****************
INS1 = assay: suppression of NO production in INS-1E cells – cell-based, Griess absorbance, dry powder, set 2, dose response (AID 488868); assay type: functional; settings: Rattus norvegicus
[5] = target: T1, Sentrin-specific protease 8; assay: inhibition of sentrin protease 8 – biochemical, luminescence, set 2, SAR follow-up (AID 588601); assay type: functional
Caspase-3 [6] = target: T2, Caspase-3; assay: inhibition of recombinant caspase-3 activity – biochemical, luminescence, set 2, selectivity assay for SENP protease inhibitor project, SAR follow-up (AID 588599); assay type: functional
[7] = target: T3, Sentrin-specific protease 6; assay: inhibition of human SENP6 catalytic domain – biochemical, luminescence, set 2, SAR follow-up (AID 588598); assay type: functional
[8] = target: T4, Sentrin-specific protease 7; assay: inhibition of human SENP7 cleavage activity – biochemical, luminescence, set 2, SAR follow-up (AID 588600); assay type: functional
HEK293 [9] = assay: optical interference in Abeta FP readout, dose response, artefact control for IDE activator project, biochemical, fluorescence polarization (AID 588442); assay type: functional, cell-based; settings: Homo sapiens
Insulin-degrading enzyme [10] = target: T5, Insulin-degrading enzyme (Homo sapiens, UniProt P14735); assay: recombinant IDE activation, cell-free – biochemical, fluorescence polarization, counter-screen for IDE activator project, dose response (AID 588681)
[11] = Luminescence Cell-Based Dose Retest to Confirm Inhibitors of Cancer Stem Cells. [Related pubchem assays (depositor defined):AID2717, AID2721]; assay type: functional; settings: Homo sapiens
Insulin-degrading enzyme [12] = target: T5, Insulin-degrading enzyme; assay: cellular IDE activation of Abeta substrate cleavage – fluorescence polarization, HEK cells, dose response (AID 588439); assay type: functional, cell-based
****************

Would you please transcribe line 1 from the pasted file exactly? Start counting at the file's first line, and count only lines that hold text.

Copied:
INS1 = assay: suppression of NO production in INS-1E cells – cell-based, Griess absorbance, dry powder, set 2, dose response (AID 488868); assay type: functional; settings: Rattus norvegicus